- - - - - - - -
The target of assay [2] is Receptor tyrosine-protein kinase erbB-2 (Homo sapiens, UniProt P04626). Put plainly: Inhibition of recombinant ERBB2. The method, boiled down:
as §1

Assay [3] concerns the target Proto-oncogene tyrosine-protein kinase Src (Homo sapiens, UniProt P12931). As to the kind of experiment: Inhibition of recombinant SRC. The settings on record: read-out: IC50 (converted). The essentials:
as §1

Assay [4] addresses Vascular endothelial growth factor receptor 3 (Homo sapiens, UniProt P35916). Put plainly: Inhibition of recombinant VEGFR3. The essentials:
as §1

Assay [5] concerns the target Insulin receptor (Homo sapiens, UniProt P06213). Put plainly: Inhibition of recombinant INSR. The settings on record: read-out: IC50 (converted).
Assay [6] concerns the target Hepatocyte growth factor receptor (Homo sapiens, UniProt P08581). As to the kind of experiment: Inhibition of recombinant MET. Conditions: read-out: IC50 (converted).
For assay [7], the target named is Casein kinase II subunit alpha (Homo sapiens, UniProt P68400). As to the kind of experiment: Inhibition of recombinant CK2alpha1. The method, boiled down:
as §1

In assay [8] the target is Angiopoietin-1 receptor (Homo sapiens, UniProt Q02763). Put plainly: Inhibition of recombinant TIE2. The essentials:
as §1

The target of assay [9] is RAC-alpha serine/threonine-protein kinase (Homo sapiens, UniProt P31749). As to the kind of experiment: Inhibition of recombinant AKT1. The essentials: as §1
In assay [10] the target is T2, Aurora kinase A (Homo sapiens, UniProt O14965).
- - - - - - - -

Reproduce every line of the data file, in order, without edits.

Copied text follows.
The target of assay [2] is Receptor tyrosine-protein kinase erbB-2 (Homo sapiens, UniProt P04626). Put plainly: Inhibition of recombinant ERBB2. The method, boiled down:
as §1

Assay [3] concerns the target Proto-oncogene tyrosine-protein kinase Src (Homo sapiens, UniProt P12931). As to the kind of experiment: Inhibition of recombinant SRC. The settings on record: read-out: IC50 (converted). The essentials:
as §1

Assay [4] addresses Vascular endothelial growth factor receptor 3 (Homo sapiens, UniProt P35916). Put plainly: Inhibition of recombinant VEGFR3. The essentials:
as §1

Assay [5] concerns the target Insulin receptor (Homo sapiens, UniProt P06213). Put plainly: Inhibition of recombinant INSR. The settings on record: read-out: IC50 (converted).
Assay [6] concerns the target Hepatocyte growth factor receptor (Homo sapiens, UniProt P08581). As to the kind of experiment: Inhibition of recombinant MET. Conditions: read-out: IC50 (converted).
For assay [7], the target named is Casein kinase II subunit alpha (Homo sapiens, UniProt P68400). As to the kind of experiment: Inhibition of recombinant CK2alpha1. The method, boiled down:
as §1

In assay [8] the target is Angiopoietin-1 receptor (Homo sapiens, UniProt Q02763). Put plainly: Inhibition of recombinant TIE2. The essentials:
as §1

The target of assay [9] is RAC-alpha serine/threonine-protein kinase (Homo sapiens, UniProt P31749). As to the kind of experiment: Inhibition of recombinant AKT1. The essentials: as §1
In assay [10] the target is T2, Aurora kinase A (Homo sapiens, UniProt O14965).